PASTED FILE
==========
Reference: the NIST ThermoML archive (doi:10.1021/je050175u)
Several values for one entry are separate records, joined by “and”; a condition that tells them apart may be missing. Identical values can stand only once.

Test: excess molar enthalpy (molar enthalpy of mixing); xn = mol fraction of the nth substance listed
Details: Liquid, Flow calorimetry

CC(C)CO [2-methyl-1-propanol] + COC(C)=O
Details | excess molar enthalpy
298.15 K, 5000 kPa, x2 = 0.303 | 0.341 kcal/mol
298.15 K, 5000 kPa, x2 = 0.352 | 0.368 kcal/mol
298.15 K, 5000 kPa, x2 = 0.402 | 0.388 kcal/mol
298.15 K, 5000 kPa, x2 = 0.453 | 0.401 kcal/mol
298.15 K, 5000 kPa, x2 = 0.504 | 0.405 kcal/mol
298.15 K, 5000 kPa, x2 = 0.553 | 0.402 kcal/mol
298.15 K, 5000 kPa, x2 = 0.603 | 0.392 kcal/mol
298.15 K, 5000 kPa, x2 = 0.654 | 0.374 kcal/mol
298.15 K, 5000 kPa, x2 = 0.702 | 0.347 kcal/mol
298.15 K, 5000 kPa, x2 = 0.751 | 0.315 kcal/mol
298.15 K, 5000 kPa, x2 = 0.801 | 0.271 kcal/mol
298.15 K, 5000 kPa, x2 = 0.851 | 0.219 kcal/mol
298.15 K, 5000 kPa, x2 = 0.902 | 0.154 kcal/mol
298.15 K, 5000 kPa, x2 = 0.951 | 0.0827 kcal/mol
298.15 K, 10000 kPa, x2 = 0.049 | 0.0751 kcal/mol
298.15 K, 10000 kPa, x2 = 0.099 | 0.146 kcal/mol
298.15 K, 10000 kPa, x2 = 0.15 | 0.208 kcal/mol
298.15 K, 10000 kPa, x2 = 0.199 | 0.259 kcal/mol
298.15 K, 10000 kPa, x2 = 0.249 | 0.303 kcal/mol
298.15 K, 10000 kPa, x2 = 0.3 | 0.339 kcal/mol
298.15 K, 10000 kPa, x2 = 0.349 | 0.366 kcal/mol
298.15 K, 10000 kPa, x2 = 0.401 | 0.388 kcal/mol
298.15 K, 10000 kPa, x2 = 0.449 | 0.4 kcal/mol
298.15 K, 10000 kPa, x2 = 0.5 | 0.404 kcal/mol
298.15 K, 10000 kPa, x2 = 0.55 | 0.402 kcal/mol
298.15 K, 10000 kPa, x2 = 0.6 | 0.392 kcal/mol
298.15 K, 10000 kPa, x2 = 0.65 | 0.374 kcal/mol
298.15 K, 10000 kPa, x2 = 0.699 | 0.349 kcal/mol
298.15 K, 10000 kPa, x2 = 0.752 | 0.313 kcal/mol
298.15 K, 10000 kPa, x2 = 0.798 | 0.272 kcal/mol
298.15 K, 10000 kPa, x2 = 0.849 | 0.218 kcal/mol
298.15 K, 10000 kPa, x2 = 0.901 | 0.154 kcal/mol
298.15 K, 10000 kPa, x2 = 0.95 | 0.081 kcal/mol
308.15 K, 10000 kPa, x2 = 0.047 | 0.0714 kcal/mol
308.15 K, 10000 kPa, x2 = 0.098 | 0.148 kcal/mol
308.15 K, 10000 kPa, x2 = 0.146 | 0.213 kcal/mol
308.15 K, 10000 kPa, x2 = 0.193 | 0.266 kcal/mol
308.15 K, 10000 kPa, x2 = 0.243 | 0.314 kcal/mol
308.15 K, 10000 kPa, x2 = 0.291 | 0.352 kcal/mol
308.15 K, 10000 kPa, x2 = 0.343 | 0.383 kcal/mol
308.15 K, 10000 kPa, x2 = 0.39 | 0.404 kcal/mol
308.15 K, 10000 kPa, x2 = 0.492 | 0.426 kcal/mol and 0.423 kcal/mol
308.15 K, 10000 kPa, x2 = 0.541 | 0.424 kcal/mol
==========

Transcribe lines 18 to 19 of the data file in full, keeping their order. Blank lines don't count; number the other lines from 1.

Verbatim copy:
298.15 K, 5000 kPa, x2 = 0.851 | 0.219 kcal/mol
298.15 K, 5000 kPa, x2 = 0.902 | 0.154 kcal/mol